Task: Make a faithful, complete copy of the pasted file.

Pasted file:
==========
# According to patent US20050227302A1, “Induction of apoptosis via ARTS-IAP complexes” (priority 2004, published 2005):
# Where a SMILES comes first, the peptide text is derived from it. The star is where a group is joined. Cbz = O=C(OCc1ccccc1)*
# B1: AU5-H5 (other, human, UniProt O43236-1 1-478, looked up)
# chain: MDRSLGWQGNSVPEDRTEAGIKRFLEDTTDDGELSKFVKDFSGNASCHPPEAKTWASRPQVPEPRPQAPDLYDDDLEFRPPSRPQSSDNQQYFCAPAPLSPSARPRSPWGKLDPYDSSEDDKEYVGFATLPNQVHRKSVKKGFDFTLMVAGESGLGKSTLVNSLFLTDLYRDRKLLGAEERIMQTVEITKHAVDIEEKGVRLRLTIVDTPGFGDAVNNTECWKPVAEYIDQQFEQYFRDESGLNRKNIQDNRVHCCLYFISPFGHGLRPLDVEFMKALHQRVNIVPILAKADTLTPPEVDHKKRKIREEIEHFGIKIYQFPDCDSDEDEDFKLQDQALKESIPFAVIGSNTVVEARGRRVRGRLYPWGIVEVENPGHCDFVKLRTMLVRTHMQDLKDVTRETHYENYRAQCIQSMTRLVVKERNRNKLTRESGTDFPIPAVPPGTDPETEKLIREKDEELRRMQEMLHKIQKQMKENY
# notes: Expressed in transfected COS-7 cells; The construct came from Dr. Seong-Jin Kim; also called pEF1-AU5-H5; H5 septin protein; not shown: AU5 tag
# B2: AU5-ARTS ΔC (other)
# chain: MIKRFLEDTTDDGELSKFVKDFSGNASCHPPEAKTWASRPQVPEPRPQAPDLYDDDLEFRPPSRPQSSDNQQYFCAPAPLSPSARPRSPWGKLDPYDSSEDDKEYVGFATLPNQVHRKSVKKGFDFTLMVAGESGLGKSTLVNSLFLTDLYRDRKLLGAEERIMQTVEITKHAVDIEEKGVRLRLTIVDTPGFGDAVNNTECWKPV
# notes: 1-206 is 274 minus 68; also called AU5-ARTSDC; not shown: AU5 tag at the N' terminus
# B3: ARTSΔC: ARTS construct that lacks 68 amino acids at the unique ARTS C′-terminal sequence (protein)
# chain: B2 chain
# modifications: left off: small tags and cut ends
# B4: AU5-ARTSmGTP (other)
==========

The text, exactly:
# According to patent US20050227302A1, “Induction of apoptosis via ARTS-IAP complexes” (priority 2004, published 2005):
# Where a SMILES comes first, the peptide text is derived from it. The star is where a group is joined. Cbz = O=C(OCc1ccccc1)*
# B1: AU5-H5 (other, human, UniProt O43236-1 1-478, looked up)
# chain: MDRSLGWQGNSVPEDRTEAGIKRFLEDTTDDGELSKFVKDFSGNASCHPPEAKTWASRPQVPEPRPQAPDLYDDDLEFRPPSRPQSSDNQQYFCAPAPLSPSARPRSPWGKLDPYDSSEDDKEYVGFATLPNQVHRKSVKKGFDFTLMVAGESGLGKSTLVNSLFLTDLYRDRKLLGAEERIMQTVEITKHAVDIEEKGVRLRLTIVDTPGFGDAVNNTECWKPVAEYIDQQFEQYFRDESGLNRKNIQDNRVHCCLYFISPFGHGLRPLDVEFMKALHQRVNIVPILAKADTLTPPEVDHKKRKIREEIEHFGIKIYQFPDCDSDEDEDFKLQDQALKESIPFAVIGSNTVVEARGRRVRGRLYPWGIVEVENPGHCDFVKLRTMLVRTHMQDLKDVTRETHYENYRAQCIQSMTRLVVKERNRNKLTRESGTDFPIPAVPPGTDPETEKLIREKDEELRRMQEMLHKIQKQMKENY
# notes: Expressed in transfected COS-7 cells; The construct came from Dr. Seong-Jin Kim; also called pEF1-AU5-H5; H5 septin protein; not shown: AU5 tag
# B2: AU5-ARTS ΔC (other)
# chain: MIKRFLEDTTDDGELSKFVKDFSGNASCHPPEAKTWASRPQVPEPRPQAPDLYDDDLEFRPPSRPQSSDNQQYFCAPAPLSPSARPRSPWGKLDPYDSSEDDKEYVGFATLPNQVHRKSVKKGFDFTLMVAGESGLGKSTLVNSLFLTDLYRDRKLLGAEERIMQTVEITKHAVDIEEKGVRLRLTIVDTPGFGDAVNNTECWKPV
# notes: 1-206 is 274 minus 68; also called AU5-ARTSDC; not shown: AU5 tag at the N' terminus
# B3: ARTSΔC: ARTS construct that lacks 68 amino acids at the unique ARTS C′-terminal sequence (protein)
# chain: B2 chain
# modifications: left off: small tags and cut ends
# B4: AU5-ARTSmGTP (other)